9. SLP Caseloads

Window looking out.

When there is no extra help for school speech therapists (SLPs) they cope the best they can. So “…managing a high number of communication disorder caseloads in the schools—with all its required responsibilities—has left many speech-language pathologists feeling utterly overwhelmed and burned out, according to Larry Biehl, CCC-SLP. Some have left the field, while others do their best cutting corners. Yet, the real losers are the students who need and deserve high quality services” (Speech and Language).

One busy SLP said everyday she has to do triage to cover all of her duties.

R. Greenwald of the University of Minnesota reports most SLPs like their jobs in many ways, but once their caseloads pass 45 pupils approaching 60, frustration sets in. Based on her survey data, “Speech-language pathologists are satisfied with their job even if they have a large caseload…[but]…the larger the caseload size, the lower the job satisfaction.”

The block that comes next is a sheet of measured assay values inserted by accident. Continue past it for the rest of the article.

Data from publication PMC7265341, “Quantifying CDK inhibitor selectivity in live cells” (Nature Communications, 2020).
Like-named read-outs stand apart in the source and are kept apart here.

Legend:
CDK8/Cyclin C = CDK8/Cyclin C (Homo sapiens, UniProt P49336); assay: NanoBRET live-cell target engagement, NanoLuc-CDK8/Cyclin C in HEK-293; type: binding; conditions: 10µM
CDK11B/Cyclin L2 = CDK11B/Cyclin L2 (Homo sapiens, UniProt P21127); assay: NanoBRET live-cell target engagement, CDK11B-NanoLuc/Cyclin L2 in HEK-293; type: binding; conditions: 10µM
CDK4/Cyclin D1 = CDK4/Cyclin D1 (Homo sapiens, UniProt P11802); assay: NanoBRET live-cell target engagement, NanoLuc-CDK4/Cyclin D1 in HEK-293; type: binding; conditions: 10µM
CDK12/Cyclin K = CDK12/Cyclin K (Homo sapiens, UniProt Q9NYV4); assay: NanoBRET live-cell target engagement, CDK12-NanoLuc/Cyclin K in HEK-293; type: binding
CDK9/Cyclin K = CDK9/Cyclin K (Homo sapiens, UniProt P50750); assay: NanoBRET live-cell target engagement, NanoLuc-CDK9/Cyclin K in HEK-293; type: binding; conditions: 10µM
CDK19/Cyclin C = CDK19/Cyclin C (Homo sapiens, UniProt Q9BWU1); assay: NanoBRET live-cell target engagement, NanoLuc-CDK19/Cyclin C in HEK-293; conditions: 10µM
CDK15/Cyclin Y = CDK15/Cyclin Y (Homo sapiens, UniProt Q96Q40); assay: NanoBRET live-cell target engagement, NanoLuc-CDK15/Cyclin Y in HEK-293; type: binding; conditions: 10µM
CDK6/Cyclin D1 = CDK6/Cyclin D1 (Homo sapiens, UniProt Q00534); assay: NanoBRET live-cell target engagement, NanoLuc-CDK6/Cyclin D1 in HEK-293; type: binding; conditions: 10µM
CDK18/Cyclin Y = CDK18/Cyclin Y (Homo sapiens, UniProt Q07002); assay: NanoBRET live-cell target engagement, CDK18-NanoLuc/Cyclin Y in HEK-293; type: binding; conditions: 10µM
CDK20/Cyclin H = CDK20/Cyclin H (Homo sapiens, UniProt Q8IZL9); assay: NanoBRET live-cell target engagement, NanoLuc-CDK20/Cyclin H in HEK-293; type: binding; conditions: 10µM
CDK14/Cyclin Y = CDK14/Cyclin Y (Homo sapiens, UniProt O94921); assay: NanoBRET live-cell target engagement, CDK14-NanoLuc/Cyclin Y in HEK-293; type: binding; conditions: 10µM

One SLP sought advice on “language therapy for a large caseload” (Speech Pathology.Com): “I am having a hard time feeling like the therapy I provide for my language disordered students is effective. My caseload is large (60 + students), and the teachers have been difficult to work with as far as letting me group my children in the way I feel is appropriate…Can you help me?! I’m approaching burnout!”


Reducing one’s caseload through eligibility management shifts the locus of control to the SLP as defined by his or her job description. If caseload standards are set by the state and more SLPs are hired within the district, all the better. But the overloaded practitioner does not have to wait for external solutions. One can work within the framework of IDEA 2004 and be a local leader in the reduction of misidentification of at-risk children. There is more support for this school agenda than hiring more SLPs.

Eligibility management is contagious. Other specialists catch on fast when they see a concrete examples and hear articulate justifications. Special education teachers also have children who make for extra work and do not seem to belong in the resource room.

Administrators know about “disproportionality” and can identify with efforts to exit children who are no longer eligible. Reducing overidentification enhances professionalism.

John M. Panagos

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